Think of the last time you were asked to donate money to a worthy cause. Maybe it was a single dollar in the checkout line at the grocery store, or maybe it was a few hundred dollars through a charity drive at your church or place of worship. Given the fact that in 2015 the total number of charities in the United States exceeded 1.5 million, chances are it wasn’t long ago that someone solicited your generosity.
From volunteers ringing bells outside of department stores to large-scale charity galas and 5k races, there is certainly no shortage of opportunities to support people in need, the environment, the arts, or other worthy causes. All the options for giving can be overwhelming, especially for people of means who have the ability and desire to make a sizeable impact with their charitable donations. Establishing a private foundation is a viable option for these individuals.
What Is a Foundation?
Private foundations can receive the 501(c)(3) tax-exempt designation from the IRS, and they are generally formed with an altruistic goal: their founders want to help others or effect some kind of change. Foundations classify as nonprofits because their objectives don’t involve generating a profit for owners or shareholders. Foundations and charities differ in that charities usually provide direct services, not grants or financial support, and they may solicit funds from the public, government, and other organizations. In contrast, private foundations usually derive their income from one source—an individual, family, or corporation, for example. Although many people think that a foundation can only be established with access to millions of dollars in assets, this is incorrect. According to the Council on Foundations, 60% of private family-based foundations have less than $1 million in assets. Most have at least a few hundred thousand dollars.
Another main difference between private foundations and charities is that private foundations are generally dedicated to one purpose: to write grants that support the work of charitable, religious, educational, or other nonprofit organizations. For example, Eugene and Donna Chrinian, the founders of The Chrinian Foundation, were inspired by their belief in the importance of family values to select a number of charities to support with grants. Through their foundation, they have provided aid to a handful of organizations that help veterans, offer emergency aid, and assist with employment searches, among other causes.
Grants from foundations are often the lifeblood of many charitable organizations, whereas other channels of funding, such as soliciting smaller donations from the public, can sometimes fail to generate the consistent level of income that the charity needs to operate.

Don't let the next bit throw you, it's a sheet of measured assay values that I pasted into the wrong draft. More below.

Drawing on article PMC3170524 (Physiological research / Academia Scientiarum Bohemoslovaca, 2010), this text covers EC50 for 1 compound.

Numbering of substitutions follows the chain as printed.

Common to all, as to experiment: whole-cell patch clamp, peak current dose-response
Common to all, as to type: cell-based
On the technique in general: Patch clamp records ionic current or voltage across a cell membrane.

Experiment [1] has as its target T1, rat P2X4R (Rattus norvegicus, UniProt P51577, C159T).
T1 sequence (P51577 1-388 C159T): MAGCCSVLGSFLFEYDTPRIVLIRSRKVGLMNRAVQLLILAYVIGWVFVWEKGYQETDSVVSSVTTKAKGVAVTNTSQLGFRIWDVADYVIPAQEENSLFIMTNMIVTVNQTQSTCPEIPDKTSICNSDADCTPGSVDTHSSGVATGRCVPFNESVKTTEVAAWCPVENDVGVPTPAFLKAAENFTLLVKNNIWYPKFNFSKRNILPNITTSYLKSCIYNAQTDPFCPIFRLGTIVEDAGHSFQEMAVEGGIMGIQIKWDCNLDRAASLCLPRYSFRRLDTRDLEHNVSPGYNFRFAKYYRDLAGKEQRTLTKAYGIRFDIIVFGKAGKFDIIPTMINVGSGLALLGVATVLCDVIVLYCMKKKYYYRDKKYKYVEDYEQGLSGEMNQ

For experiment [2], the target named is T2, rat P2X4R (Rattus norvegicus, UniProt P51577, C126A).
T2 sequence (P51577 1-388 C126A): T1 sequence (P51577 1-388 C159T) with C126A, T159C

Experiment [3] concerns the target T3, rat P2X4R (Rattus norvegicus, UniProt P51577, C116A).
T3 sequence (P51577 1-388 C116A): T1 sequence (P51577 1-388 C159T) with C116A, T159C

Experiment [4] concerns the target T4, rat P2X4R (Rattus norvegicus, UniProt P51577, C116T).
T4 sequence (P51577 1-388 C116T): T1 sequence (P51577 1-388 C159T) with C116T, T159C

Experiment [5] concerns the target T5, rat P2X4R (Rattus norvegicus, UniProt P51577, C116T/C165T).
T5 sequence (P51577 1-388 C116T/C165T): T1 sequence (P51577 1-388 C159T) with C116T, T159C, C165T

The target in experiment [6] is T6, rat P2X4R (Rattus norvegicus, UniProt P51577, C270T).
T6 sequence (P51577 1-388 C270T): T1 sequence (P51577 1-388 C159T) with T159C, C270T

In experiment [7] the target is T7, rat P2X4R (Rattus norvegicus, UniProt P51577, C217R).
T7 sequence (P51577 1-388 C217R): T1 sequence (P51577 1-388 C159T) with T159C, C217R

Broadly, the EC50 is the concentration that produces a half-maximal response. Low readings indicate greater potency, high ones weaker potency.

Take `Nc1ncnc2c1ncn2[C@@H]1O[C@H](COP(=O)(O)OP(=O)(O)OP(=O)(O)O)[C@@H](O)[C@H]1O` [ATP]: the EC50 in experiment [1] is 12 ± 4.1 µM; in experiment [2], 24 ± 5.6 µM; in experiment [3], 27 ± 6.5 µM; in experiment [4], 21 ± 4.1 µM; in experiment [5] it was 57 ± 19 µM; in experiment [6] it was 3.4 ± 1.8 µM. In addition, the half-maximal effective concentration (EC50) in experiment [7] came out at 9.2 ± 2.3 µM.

Creating a Foundation
Regrettably, many nonprofits don’t last longer than five years. This doesn’t mean that these nonprofits had unworthy causes or bad intentions, but it does show the importance of identifying the best platform for pursuing and achieving your philanthropic goals.
When creating a private foundation, there are many legal and administrative issues to address. You, your family, and your financial and legal advisers should start by considering the following initial questions:
- What is the foundation’s purpose? Why is it being formed, and what are its guiding values?
- Who will serve as the foundation’s board members, officers, and directors?
- Where and how will the foundation obtain its financial resources?
- How much do you want to be involved in the foundation’s daily operations? Are you comfortable delegating to others?
- How long do you intend the foundation to operate?
- What are the tax consequences?
- What activities will be legally prohibited or restricted?
- Are there other means of giving—such as simply donating to a cause—that would work better for my resources and philanthropic goals?
One of the most important considerations is what legal form your foundation will take. Generally, you can choose between a charitable trust and a nonprofit corporation. Charitable trusts can be easier to establish, but nonprofit corporations afford directors greater personal legal protection. Nonprofit corporations have more stringent operating requirements regarding meetings, officers, and record keeping, but a charitable trust can be difficult to amend once created. Note that your state, not the federal government, regulates both entities, and each state has different applicable laws, fees, and filing requirements.
No matter what legal form your foundation will take, you will need to apply for an employer identification number (EIN) with the IRS—even if you don’t anticipate actually hiring anyone. The EIN is required because it serves as a tax ID number. The next step is to file Form 1023 with the IRS. This “Application for Recognition of Exemption Under Section 501(c)(3) of the Internal Revenue Code” also requires the submission of supporting documentation, and you must pay a fee. After your tax-exempt status is approved, you must file more paperwork to obtain the same status from your state.
Less commonly, some philanthropists have formed what are called private operating foundations. These organizations feature elements of both a foundation and a charity, and are therefore subject to stricter regulation.